(HealthDay)—Weight loss wisdom suggests chewing every bite 15 or more times to give your brain time to process what you’re eating and send the signal that you’re full. Now a group of studies has found that counting the bites themselves could be an effective way to lose weight. Knowing that dieters often underreport how many […]Continue Reading ...
Credit: CC0 Public Domain Cycling and treadmill workstations may be ‘healthier’ than standing versions, because their use seems to be associated with greater positive physiological changes in the body, finds a systematic review of the available evidence, published online in Occupational & Environmental Medicine. But treadmill versions can interfere with computer work, the findings indicate. […]Continue Reading ...
Credit: CC0 Public Domain Dear Mayo Clinic: How can you tell when a headache requires additional diagnostic testing? A: Headaches come with a wide range of accompanying symptoms and severity. Most often, they are due to a primary headache disorder, such as a tension-type headache or migraine. In older adults, most headaches are still primary […]Continue Reading ...
On average, Americans eat about 17 teaspoons of added sugars every day. That adds up to a whopping 57 pounds a year. Credit: UCSF Walk into any grocery store, grab a few packaged products, and flip to the ingredients. You’ll likely spot added sugars — lots of them — provided you can discern their dizzying array of names: […]Continue Reading ...
Credit: CC0 Public Domain Anyone who has ever put a small child to bed or drifted off in a gently swaying hammock will know that a rocking motion makes getting to sleep seem easier. Now, two new studies reported in Current Biology on January 24, one conducted in young adults and the other in mice, […]Continue Reading ...
Credit: Mary Ann Liebert, Inc., publishers A new Centers for Disease Control and Prevention (CDC) study found that smoking in the three months prior to assisted reproductive technology (ART) treatment was associated with higher adjusted odds of cycle cancellation resulting in no embryo transfer and cancellations before fresh oocyte retrieval or frozen embryo transfer. Associations […]Continue Reading ...
November and December are defined by parties and social events. And in the U.S., alcohol is synonymous with socializing, with Americans particularly likely to overindulge during the holidays. Older people as a group have not historically imbibed during social events, particularly women. But recent evidence suggests that baby boomers may be shifting away from this […]Continue Reading ...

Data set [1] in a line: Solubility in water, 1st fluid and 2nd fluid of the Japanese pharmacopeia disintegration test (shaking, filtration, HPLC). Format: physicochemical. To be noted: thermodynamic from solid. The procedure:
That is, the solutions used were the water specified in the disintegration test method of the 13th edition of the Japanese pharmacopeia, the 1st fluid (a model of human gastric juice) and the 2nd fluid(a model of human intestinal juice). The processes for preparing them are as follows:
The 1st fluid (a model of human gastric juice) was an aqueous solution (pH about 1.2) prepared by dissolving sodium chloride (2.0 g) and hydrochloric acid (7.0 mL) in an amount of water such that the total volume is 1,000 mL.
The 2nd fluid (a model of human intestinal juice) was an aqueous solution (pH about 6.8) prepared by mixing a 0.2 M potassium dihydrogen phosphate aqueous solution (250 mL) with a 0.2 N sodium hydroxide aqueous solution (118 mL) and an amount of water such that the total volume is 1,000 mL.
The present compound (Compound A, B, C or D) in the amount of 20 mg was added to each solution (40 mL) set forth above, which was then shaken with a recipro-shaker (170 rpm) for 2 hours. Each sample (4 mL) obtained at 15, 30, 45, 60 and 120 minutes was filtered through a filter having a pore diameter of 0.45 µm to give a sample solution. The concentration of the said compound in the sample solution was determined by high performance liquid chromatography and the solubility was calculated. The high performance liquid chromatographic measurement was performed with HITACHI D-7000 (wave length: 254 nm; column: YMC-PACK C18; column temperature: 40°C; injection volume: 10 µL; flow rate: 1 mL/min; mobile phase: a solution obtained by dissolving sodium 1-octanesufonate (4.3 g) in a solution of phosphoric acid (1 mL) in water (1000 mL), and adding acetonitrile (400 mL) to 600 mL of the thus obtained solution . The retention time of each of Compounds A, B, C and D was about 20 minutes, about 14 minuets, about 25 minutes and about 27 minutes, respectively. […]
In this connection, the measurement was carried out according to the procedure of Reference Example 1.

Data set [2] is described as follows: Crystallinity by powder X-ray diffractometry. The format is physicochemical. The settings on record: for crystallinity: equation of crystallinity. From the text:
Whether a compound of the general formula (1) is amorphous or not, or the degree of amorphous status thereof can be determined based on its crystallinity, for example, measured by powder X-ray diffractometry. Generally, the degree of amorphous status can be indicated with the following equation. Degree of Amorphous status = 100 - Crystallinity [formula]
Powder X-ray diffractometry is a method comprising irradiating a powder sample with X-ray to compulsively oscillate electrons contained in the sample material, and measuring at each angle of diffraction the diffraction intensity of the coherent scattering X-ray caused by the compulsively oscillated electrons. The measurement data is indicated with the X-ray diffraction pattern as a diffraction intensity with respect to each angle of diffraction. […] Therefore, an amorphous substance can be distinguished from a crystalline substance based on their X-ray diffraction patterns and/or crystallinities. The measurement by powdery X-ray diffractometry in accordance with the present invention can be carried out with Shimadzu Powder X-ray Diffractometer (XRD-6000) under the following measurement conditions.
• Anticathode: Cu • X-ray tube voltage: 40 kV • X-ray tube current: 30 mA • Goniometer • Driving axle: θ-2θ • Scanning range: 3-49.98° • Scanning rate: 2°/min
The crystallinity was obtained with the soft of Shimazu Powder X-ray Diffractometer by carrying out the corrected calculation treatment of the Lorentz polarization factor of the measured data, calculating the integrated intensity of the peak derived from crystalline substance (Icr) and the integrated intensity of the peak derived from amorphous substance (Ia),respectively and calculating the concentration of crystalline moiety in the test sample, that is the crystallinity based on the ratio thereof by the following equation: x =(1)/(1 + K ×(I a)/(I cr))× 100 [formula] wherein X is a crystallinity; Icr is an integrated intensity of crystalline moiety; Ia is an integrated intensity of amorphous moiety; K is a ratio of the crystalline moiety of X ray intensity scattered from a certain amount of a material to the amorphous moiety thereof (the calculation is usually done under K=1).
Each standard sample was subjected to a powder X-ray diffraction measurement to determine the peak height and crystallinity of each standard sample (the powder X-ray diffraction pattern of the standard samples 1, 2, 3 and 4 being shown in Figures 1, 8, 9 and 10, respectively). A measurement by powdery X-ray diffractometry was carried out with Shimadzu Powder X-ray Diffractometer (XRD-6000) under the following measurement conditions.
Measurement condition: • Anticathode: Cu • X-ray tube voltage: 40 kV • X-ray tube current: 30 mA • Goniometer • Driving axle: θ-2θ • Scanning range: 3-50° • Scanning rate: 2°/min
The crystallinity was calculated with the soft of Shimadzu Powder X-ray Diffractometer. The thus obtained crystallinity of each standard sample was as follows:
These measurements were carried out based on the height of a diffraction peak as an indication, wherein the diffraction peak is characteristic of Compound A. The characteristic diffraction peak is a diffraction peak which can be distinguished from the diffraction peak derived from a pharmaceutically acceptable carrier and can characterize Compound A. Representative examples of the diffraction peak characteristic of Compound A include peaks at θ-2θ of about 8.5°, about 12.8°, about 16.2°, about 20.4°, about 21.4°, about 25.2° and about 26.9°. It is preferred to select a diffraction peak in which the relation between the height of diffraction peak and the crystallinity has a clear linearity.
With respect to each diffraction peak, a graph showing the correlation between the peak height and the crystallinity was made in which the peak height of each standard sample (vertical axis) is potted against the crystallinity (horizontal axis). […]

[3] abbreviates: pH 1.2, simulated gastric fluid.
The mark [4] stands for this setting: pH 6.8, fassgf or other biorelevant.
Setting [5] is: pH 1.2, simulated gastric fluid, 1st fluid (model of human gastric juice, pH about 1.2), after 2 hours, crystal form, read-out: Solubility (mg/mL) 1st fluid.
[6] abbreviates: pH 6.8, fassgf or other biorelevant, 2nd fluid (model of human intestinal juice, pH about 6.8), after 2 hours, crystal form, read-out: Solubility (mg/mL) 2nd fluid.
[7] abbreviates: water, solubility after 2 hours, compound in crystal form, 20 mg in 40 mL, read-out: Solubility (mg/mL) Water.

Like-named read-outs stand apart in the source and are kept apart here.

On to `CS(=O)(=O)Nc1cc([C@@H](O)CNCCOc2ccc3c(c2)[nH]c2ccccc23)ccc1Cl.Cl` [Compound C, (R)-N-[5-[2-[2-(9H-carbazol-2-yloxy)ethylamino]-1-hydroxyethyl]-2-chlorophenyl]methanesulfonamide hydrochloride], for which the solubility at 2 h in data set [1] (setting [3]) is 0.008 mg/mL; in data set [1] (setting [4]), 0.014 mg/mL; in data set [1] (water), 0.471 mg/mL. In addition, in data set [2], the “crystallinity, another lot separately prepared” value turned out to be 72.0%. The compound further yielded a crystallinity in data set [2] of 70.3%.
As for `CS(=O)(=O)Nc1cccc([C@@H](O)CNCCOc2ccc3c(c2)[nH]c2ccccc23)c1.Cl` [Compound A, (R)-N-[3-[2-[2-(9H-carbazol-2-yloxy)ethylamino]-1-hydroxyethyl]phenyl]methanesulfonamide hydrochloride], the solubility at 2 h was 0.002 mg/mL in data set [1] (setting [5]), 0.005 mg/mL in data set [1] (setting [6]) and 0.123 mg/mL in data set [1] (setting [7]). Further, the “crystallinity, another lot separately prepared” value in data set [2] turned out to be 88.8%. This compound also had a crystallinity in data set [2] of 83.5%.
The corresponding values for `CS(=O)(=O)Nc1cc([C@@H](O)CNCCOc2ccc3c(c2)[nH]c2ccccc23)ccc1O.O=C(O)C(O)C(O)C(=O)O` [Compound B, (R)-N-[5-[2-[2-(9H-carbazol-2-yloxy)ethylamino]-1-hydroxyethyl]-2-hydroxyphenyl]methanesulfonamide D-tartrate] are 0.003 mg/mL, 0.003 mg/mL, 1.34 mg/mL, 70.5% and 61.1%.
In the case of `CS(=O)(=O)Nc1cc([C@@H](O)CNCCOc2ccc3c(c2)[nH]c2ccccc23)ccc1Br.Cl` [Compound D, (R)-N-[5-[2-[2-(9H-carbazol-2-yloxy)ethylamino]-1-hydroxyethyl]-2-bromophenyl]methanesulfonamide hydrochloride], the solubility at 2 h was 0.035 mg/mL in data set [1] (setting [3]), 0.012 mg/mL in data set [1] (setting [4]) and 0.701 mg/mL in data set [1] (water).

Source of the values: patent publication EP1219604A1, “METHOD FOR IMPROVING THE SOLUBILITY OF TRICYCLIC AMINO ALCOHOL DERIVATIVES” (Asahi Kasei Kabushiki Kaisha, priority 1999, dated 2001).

UC Davis Health researchers have published a study on how second-hand smoke affects electrical activity in the heart. Pictured from left to right are Zhen Wang, Crystal Ripplinger, Lianguo Wang and Chao-Yin Chen. Credit: UC Regents 2018 Continuous indoor exposure to second-hand tobacco smoke triggers changes in the heart’s electrical activity, known as cardiac alternans, […]Continue Reading ...
Economic activity is associated with mortality trends. Credit: chuttersnap on Unsplash In recent decades, Europe has experienced a downward trend in the annual number of deaths. Not only was this trend not arrested by the economic recession that started in 2008, the rate of decline increased during the recession years. This acceleration is evidenced by […]Continue Reading ...
Martin Gibala, Professor of Kinesiology at McMaster University. Credit: JD Howell, McMaster University It just got harder to avoid exercise. A few minutes of stair climbing, at short intervals throughout the day, can improve cardiovascular health, according to new research from kinesiologists at McMaster University and UBC Okanagan. The findings, published in the journal Applied […]Continue Reading ...
Credit: Wikipedia / CC-BY-SA-3.0-de The consumption of yogurt and other dairy foods is associated with healthier dietary habits and cardiometabolic profile, according to a new study by University of Maine researchers. The study by Georgina Crichton, Olivia Bogucki and Merrill Elias published in the International Dairy Journal explored the relationships among yogurt and other dairy […]Continue Reading ...
Credit: CC0 Public Domain The marketing of direct-to-consumer “neurotechnologies” can be enticing: apps that diagnose a mental state, and brain devices that improve cognition or “read” one’s emotional state. However, many of these increasingly popular products aren’t fully supported by science and have little to no regulatory oversight, which poses potential health risks to the […]Continue Reading ...
Credit: CC0 Public Domain A policy designed to reduce hospital readmissions through financial penalties was associated with a significant increase in post-discharge mortality for patients with heart failure and pneumonia, according to a large-scale study by researchers in Beth Israel Deaconess Medical Center’s (BIDMC) Smith Center for Outcomes Research in Cardiology. The study appears in […]Continue Reading ...
Credit: CC0 Public Domain In-school nutrition policies and programs that promote healthier eating habits among middle school students limit increases in body mass index (BMI), a new study led by the Yale School of Public Health finds. The five-year trial, conducted in conjunction with the Rudd Center for Food Policy and Obesity at the University […]Continue Reading ...
Credit: CC0 Public Domain A new study published today by researchers at the George Washington University Milken Institute School of Public Health (Milken Institute SPH) finds that for-profit ownership of nursing school programs is significantly associated with lower performance on a national nursing licensure exam than public and nonprofit programs. The study found that graduates […]Continue Reading ...
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